Australia’s Queensland government today said that it has listed Indian mining giant Adani’s 21.7 billion dollar coal mine project as critical infrastructure to facilitate it even as it underlined that the state’s taxpayer money would not go towards funding the controversy- hit project to build one of the world’s largest coal mines.
“The states taxpayer money would not go towards funding of the project and in order to facilitate the project, the state government had worked through the approval processes and recently listed it as critical infrastructure,” said Queensland Premier Annastacia Palaszczuk.
Palaszczuk said she will meet Gautam Adani, Chairman of Adani Group, along with senior representatives of company next week regarding the project.
Speaking at the state parliament, the Premier said state government was working constructively with Adani Group on its mine, rail link and port project and that the project was projected to generate thousands of direct construction and operations jobs and many thousand more indirectly.
“Adani has already made a significant commitment to these projects – 3.3 billion dollar in fact. This investment to date is part of their commitment to a long term future with Queensland, and not only with coal,” she said.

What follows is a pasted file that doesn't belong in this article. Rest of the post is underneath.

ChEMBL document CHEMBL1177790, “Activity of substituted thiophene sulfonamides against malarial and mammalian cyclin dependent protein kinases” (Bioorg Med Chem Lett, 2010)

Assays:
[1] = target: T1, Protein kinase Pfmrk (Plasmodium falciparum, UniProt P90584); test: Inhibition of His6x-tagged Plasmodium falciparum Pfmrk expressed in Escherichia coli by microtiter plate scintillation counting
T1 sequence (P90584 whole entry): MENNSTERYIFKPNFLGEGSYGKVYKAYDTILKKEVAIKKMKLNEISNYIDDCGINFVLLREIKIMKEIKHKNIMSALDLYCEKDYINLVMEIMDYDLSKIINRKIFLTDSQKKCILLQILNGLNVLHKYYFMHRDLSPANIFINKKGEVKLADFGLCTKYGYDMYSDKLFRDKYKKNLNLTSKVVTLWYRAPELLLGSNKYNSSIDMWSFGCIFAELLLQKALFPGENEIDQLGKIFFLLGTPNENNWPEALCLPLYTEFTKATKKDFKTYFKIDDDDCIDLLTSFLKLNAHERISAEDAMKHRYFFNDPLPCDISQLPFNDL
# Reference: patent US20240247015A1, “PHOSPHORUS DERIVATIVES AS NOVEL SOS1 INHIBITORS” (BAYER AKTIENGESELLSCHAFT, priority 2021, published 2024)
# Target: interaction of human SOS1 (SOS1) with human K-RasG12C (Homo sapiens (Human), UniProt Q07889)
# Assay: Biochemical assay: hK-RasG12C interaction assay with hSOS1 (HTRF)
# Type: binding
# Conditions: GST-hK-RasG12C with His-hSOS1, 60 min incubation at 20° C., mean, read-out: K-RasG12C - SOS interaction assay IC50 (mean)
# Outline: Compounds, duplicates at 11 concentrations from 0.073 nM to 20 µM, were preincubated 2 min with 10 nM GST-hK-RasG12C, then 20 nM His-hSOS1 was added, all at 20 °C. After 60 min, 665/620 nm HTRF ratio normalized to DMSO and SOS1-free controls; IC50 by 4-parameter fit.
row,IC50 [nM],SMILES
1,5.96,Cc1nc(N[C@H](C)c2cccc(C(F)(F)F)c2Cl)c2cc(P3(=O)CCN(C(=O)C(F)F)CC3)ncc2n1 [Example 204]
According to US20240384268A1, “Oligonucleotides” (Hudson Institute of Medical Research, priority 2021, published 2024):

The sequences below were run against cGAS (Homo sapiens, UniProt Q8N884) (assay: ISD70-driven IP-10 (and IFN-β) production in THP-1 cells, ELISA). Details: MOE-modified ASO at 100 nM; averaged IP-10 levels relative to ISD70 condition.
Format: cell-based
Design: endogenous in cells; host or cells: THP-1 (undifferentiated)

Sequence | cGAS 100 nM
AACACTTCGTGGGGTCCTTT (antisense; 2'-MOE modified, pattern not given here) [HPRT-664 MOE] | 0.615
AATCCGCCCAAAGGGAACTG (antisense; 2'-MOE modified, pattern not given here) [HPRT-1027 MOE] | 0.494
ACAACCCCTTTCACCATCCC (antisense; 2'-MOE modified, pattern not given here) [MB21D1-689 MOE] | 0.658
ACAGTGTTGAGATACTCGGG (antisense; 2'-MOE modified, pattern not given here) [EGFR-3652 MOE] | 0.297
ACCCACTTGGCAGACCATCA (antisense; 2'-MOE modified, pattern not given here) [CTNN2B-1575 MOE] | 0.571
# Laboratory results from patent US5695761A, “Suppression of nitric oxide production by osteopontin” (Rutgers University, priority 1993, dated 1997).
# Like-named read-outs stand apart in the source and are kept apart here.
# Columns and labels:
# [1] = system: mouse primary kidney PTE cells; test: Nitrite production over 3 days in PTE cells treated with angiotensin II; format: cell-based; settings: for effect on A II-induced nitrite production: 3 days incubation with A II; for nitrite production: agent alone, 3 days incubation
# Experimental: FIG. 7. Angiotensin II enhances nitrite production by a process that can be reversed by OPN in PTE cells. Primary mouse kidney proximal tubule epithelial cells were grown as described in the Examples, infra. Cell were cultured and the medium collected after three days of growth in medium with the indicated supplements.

She also also welcomed the Indian energy giant’s announcement for building 200 million dollars solar energy plant in Moranbah.
“I welcome the recent announcement for a 200 million dollars solar energy project for Moranbah, and revealed its broader plans to generate 1500 megawatts of solar power in Australia within five years,” she said and added the project was to pass through over 200 condition applied to it.
She said that the focus of her meeting with Gautam Adani will be to secure a commitment to regional Queensland jobs.
The company has faced a protracted battle to establish Australia’s largest thermal coal mine.
Adani’s plan to build one of the world’s largest coal mines in Australia, recently received a boost by a last-minute amendment to Queensland’s new water laws that would exempt the project from any public objection process.
The Queensland government has granted Adani’s Carmichael mine project in the Galilee Basin an 11th-hour exemption to new water laws that could have seen the project subjected to further legal challenges